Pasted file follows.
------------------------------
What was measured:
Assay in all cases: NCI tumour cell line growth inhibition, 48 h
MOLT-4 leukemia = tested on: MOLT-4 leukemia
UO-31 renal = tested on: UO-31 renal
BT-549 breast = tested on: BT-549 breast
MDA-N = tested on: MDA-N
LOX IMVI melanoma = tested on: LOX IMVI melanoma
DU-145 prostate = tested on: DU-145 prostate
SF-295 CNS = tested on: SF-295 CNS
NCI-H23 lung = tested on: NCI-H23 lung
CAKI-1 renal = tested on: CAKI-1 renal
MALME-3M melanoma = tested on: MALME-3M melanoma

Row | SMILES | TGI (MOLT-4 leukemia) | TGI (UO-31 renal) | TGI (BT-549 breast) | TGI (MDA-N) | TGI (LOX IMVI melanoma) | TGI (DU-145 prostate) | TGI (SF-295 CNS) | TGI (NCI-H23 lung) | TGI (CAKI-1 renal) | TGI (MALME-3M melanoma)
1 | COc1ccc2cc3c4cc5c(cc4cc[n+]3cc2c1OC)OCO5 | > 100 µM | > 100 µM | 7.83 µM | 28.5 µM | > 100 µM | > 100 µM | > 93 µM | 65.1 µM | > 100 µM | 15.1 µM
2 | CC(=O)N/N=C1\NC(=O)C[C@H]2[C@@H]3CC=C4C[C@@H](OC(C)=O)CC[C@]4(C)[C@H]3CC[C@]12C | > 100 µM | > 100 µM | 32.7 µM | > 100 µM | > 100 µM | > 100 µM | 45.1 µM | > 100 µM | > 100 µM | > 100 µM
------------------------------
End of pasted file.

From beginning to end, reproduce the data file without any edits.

What was measured:
Assay in all cases: NCI tumour cell line growth inhibition, 48 h
MOLT-4 leukemia = tested on: MOLT-4 leukemia
UO-31 renal = tested on: UO-31 renal
BT-549 breast = tested on: BT-549 breast
MDA-N = tested on: MDA-N
LOX IMVI melanoma = tested on: LOX IMVI melanoma
DU-145 prostate = tested on: DU-145 prostate
SF-295 CNS = tested on: SF-295 CNS
NCI-H23 lung = tested on: NCI-H23 lung
CAKI-1 renal = tested on: CAKI-1 renal
MALME-3M melanoma = tested on: MALME-3M melanoma

Row | SMILES | TGI (MOLT-4 leukemia) | TGI (UO-31 renal) | TGI (BT-549 breast) | TGI (MDA-N) | TGI (LOX IMVI melanoma) | TGI (DU-145 prostate) | TGI (SF-295 CNS) | TGI (NCI-H23 lung) | TGI (CAKI-1 renal) | TGI (MALME-3M melanoma)
1 | COc1ccc2cc3c4cc5c(cc4cc[n+]3cc2c1OC)OCO5 | > 100 µM | > 100 µM | 7.83 µM | 28.5 µM | > 100 µM | > 100 µM | > 93 µM | 65.1 µM | > 100 µM | 15.1 µM
2 | CC(=O)N/N=C1\NC(=O)C[C@H]2[C@@H]3CC=C4C[C@@H](OC(C)=O)CC[C@]4(C)[C@H]3CC[C@]12C | > 100 µM | > 100 µM | 32.7 µM | > 100 µM | > 100 µM | > 100 µM | 45.1 µM | > 100 µM | > 100 µM | > 100 µM